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Opportunities and Challenges in the Sector

There are major challenges present that, if addressed, could unlock major opportunities for growth within the agriculture sector. First, challenges reside around transportation capabilities and road infrastructure. Nearly 80% of a crop’s selling price is directly related to transportation to Addis Ababa. Right now, major players with sufficient capital are only investing to provide transportation services for their own internal use rather than providing transportation services to their potential rivals. This creates a huge opportunity for third party logistics companies to enter the market and disrupt vertically-integrated monopolies.

Second, numerous challenges exist around storage and warehousing assets. There is a significant need for additional crop storage facilities. Currently, most storage facilities are built, owned, and operated by cooperatives and unions (and financed largely by government subsidies). Proper storage facilities drive reduction in wastage, reduce time-to-market, and provide farmers better price visibility and certainty.

The last challenge and opportunity is related to educating farmers. Farmers don’t always know the costs and benefits of investing in fertilizers and crop protection products. Additionally, they may not understand how to properly utilize irrigation pumps or how much water their crops require. Many farmers do not receive formal education in agriculture from a university. This creates an opportunity for products like the software being developed by the Agricultural Transformation Agency to educate farmers on best practices in addition to providing a “hotline” to inform farmers about irrigation requirements for specific crops.

Tools and Techniques

There are several vehicles, some more formal than others, currently employed to provide private finance in the agricultural sector. Cooperatives are the primary method. Cooperatives leverage the buying power of disaggregated groups of smallholder farmers to purchase critical inputs needed for crop production. The Oromo Cooperative in Ethiopia not only pools resources for inputs, but also provides small loans to individuals. In Tanzania, these groups have created legal entities such as limited partnerships, Agriculture Market Co-ops (AMCos), and Limited Liability Companies (LLCs) to formalize their structure.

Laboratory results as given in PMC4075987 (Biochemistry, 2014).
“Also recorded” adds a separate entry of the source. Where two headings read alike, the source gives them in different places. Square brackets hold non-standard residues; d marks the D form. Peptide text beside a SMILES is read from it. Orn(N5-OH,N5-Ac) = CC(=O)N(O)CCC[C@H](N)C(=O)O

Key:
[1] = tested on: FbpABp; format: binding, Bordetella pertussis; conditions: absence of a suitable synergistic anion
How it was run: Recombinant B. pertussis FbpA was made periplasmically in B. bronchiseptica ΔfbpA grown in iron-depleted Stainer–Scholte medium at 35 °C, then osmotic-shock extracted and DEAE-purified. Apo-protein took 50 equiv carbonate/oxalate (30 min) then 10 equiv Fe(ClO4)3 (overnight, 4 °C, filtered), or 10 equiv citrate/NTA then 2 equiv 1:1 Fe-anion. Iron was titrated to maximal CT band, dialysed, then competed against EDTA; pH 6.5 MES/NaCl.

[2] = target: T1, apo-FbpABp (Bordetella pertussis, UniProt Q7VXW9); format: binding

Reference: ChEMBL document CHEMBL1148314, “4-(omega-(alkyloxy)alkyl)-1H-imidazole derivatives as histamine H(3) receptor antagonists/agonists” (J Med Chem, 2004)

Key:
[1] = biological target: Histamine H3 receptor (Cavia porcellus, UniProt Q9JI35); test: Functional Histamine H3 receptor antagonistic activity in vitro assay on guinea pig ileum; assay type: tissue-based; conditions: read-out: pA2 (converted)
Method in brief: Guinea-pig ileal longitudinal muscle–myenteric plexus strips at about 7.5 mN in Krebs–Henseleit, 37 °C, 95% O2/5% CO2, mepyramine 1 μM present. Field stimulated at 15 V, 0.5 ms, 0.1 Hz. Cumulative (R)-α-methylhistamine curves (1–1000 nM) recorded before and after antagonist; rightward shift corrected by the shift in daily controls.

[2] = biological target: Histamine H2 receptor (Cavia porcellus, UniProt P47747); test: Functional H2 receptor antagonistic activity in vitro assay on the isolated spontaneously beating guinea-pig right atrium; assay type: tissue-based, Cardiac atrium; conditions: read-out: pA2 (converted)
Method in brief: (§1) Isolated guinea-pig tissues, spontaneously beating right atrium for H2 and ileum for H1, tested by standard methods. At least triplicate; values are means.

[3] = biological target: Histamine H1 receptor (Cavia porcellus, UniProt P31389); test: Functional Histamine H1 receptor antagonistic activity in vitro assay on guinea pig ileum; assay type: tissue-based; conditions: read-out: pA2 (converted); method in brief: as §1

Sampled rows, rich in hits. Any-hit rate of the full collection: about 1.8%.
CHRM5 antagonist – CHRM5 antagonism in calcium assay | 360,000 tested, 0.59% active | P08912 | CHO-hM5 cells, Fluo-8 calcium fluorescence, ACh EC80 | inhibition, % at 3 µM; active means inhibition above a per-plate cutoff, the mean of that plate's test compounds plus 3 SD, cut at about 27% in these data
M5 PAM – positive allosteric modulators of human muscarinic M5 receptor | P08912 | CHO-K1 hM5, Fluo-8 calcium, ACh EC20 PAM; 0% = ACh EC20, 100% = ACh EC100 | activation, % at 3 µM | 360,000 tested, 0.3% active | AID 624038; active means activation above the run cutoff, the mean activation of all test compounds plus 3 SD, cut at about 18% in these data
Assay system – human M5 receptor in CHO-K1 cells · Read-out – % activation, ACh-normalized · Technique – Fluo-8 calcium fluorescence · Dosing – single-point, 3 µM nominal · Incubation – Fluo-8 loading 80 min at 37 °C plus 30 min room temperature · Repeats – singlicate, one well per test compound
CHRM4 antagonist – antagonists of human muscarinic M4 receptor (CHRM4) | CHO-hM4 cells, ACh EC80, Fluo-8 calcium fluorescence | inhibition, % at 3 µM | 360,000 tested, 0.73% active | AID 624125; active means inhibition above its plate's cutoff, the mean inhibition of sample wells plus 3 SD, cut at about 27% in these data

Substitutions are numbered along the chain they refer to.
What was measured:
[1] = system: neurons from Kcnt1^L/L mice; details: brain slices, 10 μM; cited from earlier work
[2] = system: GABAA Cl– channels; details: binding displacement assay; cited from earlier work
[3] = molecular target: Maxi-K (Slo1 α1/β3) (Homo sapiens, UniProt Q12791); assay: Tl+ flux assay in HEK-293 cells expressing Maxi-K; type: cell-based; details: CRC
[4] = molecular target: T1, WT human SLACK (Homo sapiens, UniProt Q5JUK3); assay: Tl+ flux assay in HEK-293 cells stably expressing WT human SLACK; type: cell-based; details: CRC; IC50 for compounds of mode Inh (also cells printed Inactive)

Outgrowth schemes are another tool private financiers use in the agricultural sectors of Ethiopia and Tanzania. Companies such as Diageo (Ethiopia) and Unilever (Tanzania) contract with smallholder farmers, usually through co-ops, to produce key crops for their respective end products. An integral part of these agreements is an advance payment and credit extension to the farmers in the form of improved seeds, fertilizer, crop insurance, mechanization, training, and crop rotation. Farmers make good on the agreement by delivering crops and repaying the loan. Through outgrowth schemes, private companies are financing the input and production of crops.

Loan-to-own is a scheme in which technology and infrastructure assets are provided to farmers on loan. Farmers agree to monthly interest and principal payments after which they have full equity in the asset.

Lastly, equity investments, remittances and partnerships within the diaspora of foreign nationals is an interesting investment vehicle for private investment.

Our recommendations around working through cooperatives and outgrowth schemes point to a more generalizable theme, one where the incredibly diverse, geographically dispersed nature of smallholder farmers implies that going through aggregators and partners (B2B2C) provides a leveraged way of solving bottlenecks. Trying to go direct to farmers with infrastructure initiatives, asset-backed business models, or service offerings is too challenging to employ as a sustainable strategy. Similarly, operational leverage is often best achieved when cross-applying an already proven value chain or business model. For example, whereas floriculture has been a resounding success in Ethiopia as public and private actors have concertedly built out this sub-sector, other adjacencies like fresh fruits and vegetables (e.g. strawberries and avocados) have yet to replicate that success or coordinate accordingly across stakeholders.

Finally, there are many ways in which the agricultural sectors in these two countries need not develop exactly as they have in other areas. There are “leapfrog” opportunities to skip an entire generation of assets and practices, just as the prevalence of mobile phones implies that lots of expensive land lines don’t have to be built.  For example, a third-party land permitting provider could help avoid the build-out of a big government bureaucracy in this area, or the integration of storage at the cooperative level could avoid farmers having to install lots of sub-scale on-site storage facilities that do not perform to specification. Ideally, a vision of what a farm in Ethiopia or Tanzania might look like within a decade will include text-based weather alerts, distributed power generation without susceptible distribution lines, and similar advances on-par with best practices evident in highly productive economies.

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